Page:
Where did all the happy kids go?

The issue of mental health for adolescents—especially those aged 15 to 19—has been a growing concern for years, especially since the early 2010s when suicide rates rose and surpassed homicide as the second-leading cause of death among American teenagers, according to a 2016 report from PRB. More recently, John Elflein—a research expert for Statista specialized in health—found that in 2019, around 32 percent of adolescents ranging from ages 12 to 17 who were receiving treatment for mental illness were doing so because they were considering or had already attempted suicide. 


There is no word to describe these statistics better other than alarming. It is alarming that America’s youth has been driven to this point, and it is alarming that it does not seem to be getting any better.


While mental health is a seemingly personal issue meant to be dealt with individually, we as a society have reached a point where we have to ask what factors in our world cause or worsen adolescents’ struggle with mental health. 


The causes of depression and mental illness are complex. Scientifically speaking, mental illness boils down to a chemical imbalance in the brain. According to Southside Medical Center, the brain relies on neurotransmitters to function correctly, and when “too much or too little of one or more chemicals” is present for extended periods, this affects a person’s mental health and leads to conditions such as chronic depression. However, this is not the only source of poor mental health; outside factors can worsen it. 


With the technological advancements made in the past two decades, it is easy to blame smartphones, tablets and other such devices for the worsening mental health of teenagers. An article by Medical News Today states that with the integration of technology into everyday life, children who overuse technology are more susceptible to adopting an addiction to technology, delays in social and emotional development, and the development of social issues such as social incompatibility and anxiety. In addition, the rise of social media led to the increase of cyberbullying—a new form of bullying that is harder to control and detrimental to a teenager.


 The 2019 Youth Risk Behavior Surveillance System—a branch of the CDC—reported that an estimated 15.7 percent of high school students were bullied online in the 12 months before the survey. 


Now that we’ve established that technology can negatively impact mental health, what can we do about it? Technology restriction is typically a matter dealt with within each family. On a national level, the amount of time a teenager spends on their phone is the least of the country’s worries. 


We can ask ourselves here why teenagers are constantly turning to their phones, even when the risks of technology abuse are boldly highlighted with a bright yellow marker by every parent, teacher, and child expert in the country. 


In an article for Intelligencer entitled “Why Are Kids So Sad?” Malcolm Harris writes that loss of autonomy catalyzes unhappiness among teenagers in the 2020s. His 2017 book Kids These Days: Human Capital and the Making of Millenials explores how modern teenagers, regardless of race, gender, or economic class, are “spending less time doing things that make them and more time doing things that make them especially unhappy (like homework and listening to lectures.).”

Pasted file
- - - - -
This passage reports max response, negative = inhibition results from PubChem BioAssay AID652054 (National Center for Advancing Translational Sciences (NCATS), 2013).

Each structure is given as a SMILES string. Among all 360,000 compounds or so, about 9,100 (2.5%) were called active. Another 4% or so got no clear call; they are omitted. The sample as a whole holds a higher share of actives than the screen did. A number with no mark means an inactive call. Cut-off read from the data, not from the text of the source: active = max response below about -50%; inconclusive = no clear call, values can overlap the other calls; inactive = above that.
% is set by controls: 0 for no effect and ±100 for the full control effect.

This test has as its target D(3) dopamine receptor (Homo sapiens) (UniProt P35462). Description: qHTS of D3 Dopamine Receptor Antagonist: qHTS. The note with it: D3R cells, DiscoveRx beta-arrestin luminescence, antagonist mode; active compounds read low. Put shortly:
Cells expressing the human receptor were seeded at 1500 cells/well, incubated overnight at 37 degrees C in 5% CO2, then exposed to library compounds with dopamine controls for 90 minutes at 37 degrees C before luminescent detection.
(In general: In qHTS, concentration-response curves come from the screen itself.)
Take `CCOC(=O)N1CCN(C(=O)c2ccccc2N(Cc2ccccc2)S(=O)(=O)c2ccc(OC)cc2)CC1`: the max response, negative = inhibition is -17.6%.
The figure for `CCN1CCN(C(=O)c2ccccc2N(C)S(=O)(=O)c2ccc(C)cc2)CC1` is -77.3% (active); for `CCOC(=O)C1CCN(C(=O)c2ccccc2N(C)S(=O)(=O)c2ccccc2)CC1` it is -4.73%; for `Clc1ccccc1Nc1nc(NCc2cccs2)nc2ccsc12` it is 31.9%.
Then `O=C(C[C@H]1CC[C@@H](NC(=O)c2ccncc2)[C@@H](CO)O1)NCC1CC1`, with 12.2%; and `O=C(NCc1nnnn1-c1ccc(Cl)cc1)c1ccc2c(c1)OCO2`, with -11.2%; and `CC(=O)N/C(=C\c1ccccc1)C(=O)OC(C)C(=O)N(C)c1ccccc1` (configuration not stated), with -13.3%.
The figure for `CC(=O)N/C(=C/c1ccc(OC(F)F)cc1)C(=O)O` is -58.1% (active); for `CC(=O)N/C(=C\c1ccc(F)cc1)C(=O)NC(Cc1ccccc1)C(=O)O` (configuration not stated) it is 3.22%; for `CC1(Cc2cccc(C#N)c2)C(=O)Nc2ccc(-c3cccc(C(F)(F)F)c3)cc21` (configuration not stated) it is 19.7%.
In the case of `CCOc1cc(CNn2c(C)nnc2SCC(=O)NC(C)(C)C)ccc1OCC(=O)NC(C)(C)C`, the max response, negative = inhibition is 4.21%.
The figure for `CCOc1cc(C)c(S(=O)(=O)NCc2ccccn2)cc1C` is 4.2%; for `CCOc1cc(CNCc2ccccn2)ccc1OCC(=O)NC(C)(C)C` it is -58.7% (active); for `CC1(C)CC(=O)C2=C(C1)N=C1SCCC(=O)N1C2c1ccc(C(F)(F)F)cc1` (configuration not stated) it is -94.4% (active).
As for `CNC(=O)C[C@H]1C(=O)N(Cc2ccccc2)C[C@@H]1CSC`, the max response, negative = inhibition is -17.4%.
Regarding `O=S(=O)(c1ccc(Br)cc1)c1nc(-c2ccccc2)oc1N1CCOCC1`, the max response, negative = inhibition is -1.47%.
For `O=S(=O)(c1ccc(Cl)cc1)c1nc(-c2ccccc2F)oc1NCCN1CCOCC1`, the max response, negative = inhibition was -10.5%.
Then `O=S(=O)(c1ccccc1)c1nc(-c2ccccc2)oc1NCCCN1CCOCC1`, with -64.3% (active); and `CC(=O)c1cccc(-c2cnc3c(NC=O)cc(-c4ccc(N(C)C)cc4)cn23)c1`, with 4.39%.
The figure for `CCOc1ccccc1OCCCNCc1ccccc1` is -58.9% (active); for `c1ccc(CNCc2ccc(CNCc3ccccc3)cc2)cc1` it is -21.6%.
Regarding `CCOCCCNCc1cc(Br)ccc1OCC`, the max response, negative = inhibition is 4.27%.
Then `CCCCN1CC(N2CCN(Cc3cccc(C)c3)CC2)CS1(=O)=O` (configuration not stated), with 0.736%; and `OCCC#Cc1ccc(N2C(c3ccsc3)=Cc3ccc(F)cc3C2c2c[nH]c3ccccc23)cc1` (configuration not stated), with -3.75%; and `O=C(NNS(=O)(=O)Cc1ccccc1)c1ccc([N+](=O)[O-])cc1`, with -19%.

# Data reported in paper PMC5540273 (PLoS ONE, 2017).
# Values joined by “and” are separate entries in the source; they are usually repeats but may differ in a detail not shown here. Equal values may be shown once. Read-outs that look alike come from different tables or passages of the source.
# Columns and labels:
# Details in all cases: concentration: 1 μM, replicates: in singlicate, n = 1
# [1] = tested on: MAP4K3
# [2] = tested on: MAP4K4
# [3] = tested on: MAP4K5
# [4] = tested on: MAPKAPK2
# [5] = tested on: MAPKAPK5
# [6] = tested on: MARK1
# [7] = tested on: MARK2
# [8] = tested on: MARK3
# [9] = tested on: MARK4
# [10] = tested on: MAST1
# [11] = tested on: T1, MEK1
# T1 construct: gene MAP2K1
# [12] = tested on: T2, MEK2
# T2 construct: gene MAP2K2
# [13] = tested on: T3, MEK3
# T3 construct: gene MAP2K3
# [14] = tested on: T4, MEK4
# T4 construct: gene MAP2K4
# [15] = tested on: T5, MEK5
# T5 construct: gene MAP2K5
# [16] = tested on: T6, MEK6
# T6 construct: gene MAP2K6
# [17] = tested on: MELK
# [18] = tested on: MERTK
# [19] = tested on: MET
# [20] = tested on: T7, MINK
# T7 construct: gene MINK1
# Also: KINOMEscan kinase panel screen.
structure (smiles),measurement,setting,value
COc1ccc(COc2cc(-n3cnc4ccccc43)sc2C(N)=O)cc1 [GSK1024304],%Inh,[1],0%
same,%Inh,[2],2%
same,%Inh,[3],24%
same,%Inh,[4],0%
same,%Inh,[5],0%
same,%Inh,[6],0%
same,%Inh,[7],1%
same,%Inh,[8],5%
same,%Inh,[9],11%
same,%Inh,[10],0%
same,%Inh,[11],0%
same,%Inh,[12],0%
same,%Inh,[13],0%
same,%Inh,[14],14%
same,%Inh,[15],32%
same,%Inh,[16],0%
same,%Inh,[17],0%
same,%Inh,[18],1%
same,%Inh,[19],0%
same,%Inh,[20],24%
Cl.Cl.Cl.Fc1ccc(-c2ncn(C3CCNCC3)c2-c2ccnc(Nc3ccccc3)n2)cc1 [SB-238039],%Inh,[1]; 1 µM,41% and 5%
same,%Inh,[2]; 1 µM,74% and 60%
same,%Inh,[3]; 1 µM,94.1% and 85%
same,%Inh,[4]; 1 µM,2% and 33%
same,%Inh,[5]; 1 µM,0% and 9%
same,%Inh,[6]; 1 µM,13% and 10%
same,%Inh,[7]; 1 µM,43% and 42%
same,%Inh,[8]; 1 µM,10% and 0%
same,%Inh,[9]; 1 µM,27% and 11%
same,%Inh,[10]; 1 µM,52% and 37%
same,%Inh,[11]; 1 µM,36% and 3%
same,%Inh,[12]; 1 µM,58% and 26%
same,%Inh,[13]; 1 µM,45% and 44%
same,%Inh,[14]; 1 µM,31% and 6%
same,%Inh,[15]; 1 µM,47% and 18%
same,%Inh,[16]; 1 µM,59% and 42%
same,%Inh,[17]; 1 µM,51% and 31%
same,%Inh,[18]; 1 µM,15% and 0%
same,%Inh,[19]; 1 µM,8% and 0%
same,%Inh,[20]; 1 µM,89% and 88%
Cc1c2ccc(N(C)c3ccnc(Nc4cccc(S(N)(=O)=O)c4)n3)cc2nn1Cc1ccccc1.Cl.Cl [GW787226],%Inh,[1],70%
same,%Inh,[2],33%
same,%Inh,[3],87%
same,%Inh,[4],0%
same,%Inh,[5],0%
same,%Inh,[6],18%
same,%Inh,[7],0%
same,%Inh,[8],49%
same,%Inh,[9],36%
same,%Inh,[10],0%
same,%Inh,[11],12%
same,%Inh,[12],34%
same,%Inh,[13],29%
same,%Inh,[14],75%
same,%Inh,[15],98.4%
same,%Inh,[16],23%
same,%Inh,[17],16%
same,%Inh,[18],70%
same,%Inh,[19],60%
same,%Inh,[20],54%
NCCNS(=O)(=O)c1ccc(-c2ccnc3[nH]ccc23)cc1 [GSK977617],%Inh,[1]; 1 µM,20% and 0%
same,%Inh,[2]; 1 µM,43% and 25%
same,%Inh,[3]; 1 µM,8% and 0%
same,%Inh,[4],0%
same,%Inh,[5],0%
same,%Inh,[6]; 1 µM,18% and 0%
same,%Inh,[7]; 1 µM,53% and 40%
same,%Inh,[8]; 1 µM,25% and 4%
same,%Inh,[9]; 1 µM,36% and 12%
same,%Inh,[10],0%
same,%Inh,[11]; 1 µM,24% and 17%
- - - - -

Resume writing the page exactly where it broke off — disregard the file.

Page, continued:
When putting it into perspective, this claim makes sense. Although the book was published before the COVID-19 pandemic, 2020 proved to be the perfect example of the loss of autonomy for teenagers. Strict regulations were put into place to limit human contact. Although it was done for the safety of others, it still deprived adolescents of the physical and social interactions needed for this crucial development period. 


The stay-at-home order that kept the country inside also isolated teenagers from their social lives, giving them limited options for how they should spend their time. This led to them relying on their smartphones as, in Harris’s words, “hyper-efficient daydreaming machines.” 


But what does that mean? 


When the world they know seems to be slipping further and further away from reality, teenagers turn to technology as an escape. By immersing themselves online, teenagers enter a world where COVID cannot touch them, where their friends are just one click away and where they can curate precisely what aspects of the world they want to see and filter out the rest. 


Even without the pandemic, teenagers live in a homework-heavy era, dedicating more time to a school than any generation.


“The Cult of Homework,” an article by Joe Pinsker for The Atlantic, states that 21st-century teens spend twice the amount of time on homework compared to teenagers in the 1990s. 


The combination of the lack of autonomy over their own time and the growing culture of technology usage is contributing to the youth mental health crisis in America. Teenagers feel as if they don’t have any control over their lives, which pushes them toward the screen, where they feel a sense of empowerment and comfort. 


The first step to fighting the mental health crisis is acknowledging its roots. From there, it is a collaborative effort of society to find solutions that combat the problem right at its source.